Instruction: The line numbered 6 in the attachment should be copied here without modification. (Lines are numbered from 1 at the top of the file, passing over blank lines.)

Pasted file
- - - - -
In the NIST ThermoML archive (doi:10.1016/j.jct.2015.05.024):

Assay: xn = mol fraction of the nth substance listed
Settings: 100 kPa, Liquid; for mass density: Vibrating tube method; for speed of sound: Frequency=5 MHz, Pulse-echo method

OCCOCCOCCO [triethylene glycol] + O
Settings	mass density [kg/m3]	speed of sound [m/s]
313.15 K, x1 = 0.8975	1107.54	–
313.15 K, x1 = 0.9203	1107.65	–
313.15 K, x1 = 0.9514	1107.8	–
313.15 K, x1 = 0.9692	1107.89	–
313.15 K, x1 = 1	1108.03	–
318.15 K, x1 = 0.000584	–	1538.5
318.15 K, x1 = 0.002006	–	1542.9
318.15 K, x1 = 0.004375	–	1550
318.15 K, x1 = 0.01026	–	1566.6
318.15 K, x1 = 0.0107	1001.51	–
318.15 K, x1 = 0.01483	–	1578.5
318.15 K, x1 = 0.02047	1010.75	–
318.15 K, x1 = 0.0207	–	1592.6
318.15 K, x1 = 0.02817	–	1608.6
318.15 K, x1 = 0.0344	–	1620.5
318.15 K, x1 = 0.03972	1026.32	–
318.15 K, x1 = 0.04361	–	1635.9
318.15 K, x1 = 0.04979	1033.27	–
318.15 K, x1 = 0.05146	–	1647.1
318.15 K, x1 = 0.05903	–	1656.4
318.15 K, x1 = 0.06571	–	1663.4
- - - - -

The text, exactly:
313.15 K, x1 = 0.8975	1107.54	–